Code Review Policy.

Monkey see, monkey do

I was recently asked to share the code review policy I maintained when working with Medium Engineering and I thought it could be useful to others.


  1. All code — with the below exceptions — should be reviewed by at least one other engineer before it is merged into the main branch of a repository.
  2. Code reviews should be responded to as promptly as possible.


Note: Even changes that are exempted from a code review should be made as a pull-request that can then be immediately merged.

Roles & Responsibilities

Code reviews perform multiple functions: to maintain the quality of the codebase; to ensure consistency; to spread knowledge.

As the code submitter, you are expected to:

  1. Own the process and push for timely reviews
  2. Shepherd the change safely through to production
  3. Scope the change to a reasonable level of complexity and functionality — prefer small incremental changes over ship-the-world updates
  4. Ensure the change is backwards/forwards compatible and/or there is a clean revert path
  5. Ensure the change is suitably tested, documented, and instrumented
  6. Ensure that security requirements and top OWASP issues have been considered

As a code reviewer, you are expected to:

  1. Understand the intent of the code being reviewed
  2. Understand the code in the broader context of the application
  3. Identify potential bugs and performance issues with the code
  4. Enforce design principles and coding style-guides
  5. Ensure the change is unit testable and appropriately tested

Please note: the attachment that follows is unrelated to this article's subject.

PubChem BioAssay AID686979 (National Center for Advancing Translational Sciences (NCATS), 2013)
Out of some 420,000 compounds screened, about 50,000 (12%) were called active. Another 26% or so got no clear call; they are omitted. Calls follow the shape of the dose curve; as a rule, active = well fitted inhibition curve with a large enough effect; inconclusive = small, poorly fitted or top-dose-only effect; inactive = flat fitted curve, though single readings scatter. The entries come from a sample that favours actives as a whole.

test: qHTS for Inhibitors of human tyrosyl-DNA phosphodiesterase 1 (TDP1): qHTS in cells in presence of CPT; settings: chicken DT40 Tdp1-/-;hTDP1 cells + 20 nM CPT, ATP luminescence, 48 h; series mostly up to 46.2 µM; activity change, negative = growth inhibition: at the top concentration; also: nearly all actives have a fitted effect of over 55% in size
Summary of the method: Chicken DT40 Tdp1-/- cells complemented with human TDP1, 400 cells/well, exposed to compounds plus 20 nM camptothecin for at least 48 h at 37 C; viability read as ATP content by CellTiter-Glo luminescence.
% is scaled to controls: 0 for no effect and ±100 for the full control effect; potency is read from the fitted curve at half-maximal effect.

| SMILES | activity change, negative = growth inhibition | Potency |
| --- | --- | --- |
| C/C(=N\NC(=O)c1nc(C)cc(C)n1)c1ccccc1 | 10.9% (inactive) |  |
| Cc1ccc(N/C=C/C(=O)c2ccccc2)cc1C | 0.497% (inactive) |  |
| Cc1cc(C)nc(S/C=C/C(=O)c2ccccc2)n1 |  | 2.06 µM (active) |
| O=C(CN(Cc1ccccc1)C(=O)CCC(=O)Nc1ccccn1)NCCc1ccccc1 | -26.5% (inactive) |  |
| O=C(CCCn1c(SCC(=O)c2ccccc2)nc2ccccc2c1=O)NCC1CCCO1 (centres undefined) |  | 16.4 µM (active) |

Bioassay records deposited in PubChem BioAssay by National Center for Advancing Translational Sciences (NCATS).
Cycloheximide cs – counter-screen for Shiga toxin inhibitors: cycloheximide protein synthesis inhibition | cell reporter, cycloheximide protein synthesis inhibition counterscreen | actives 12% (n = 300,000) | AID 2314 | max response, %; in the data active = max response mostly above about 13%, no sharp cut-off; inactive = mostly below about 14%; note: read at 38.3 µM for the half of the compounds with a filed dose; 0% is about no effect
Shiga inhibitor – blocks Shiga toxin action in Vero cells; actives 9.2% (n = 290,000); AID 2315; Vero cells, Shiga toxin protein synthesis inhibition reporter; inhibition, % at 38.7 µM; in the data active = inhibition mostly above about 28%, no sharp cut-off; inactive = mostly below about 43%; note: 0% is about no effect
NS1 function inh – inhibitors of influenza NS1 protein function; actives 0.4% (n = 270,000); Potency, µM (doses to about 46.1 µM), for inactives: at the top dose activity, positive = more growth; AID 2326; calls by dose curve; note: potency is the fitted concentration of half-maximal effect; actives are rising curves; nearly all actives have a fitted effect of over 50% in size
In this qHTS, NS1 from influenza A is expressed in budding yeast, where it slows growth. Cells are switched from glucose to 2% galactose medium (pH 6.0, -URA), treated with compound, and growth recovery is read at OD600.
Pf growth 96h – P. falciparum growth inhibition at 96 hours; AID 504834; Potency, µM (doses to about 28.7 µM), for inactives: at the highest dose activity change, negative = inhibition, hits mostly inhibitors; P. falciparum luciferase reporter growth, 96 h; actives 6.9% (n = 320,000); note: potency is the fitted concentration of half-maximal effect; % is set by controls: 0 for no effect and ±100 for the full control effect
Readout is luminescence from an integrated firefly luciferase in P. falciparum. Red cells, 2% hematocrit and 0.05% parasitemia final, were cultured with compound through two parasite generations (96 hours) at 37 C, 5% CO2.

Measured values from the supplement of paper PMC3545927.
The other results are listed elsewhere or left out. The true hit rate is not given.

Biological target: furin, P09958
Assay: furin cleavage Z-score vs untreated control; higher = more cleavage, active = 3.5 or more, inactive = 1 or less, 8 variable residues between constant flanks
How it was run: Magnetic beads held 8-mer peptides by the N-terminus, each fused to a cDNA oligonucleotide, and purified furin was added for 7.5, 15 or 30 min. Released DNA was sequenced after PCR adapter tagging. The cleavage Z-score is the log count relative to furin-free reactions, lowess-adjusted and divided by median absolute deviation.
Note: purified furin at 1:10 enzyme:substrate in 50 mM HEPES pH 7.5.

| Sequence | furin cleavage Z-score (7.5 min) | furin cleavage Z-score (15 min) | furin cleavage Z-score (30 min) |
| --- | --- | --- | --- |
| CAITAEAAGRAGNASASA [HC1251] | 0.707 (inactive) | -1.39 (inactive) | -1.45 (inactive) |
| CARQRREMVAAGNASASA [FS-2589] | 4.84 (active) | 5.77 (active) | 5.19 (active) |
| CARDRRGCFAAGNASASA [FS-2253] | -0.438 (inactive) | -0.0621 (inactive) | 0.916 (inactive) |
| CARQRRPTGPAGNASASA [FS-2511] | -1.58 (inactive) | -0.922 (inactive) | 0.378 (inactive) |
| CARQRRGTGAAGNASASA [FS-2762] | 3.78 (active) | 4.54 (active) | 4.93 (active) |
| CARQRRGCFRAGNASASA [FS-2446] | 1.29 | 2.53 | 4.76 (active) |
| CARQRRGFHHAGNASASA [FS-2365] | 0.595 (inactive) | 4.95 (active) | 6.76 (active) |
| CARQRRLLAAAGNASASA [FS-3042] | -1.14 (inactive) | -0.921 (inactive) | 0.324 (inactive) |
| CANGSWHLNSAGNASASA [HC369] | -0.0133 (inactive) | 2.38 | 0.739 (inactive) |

6. Respond promptly

Choosing a reviewer

When choosing a reviewer, identify someone who is already familiar with the code you are changing. Do not add a laundry-list of names to the review, add the minimal set of people who are qualified to cover all facets of the change (e.g. backend, frontend, models, feature specific).

The code review process

One of the main limitations of the GitHub review process is knowing whose turn it is. In order to avoid reviews stagnating we should be explicit about when a step has finished.


Sample GitHub Pull Request Template

At Range we used a Pull Request Template to streamline the flow and help us remember what to include.

Here’s a slightly adapted version:

#### What's this PR do?

#### Where should the reviewer start?

#### Any background context you want to provide?

#### What are the relevant tickets?

#### Screenshots (if appropriate)

#### What gif best describes this PR or how it makes you feel?

#### Definition of Done:

##### Code reviewers, by giving a LGTM you attest that:
- [ ] Commits are adequately tested
- [ ] Code is easy to understand and conforms to style guides
- [ ] Incomplete code is marked with TODOs
- [ ] Code is suitably instrumented with logging and metrics
- [ ] [Security Requirements](insert-link) have been considered
- [ ] [OWASP Top 10]( have been considered

##### For terraform changes:
- [ ] Change should be applied to staging prior to code review
- [ ] Change should be applied to production after approval and before merge
- [ ] Change should be backwards and forwards compatible
- [ ] Network and data flow diagrams (`docs/diagrams/`) are up-to-date


A bunch of Medium alumni use my git-workflow script for branch management and initiating pull requests from the command line.

$ git start new-feature
$ git cam 'New feature'
$ git sync
$ git pull-request
$ git switch bug-fix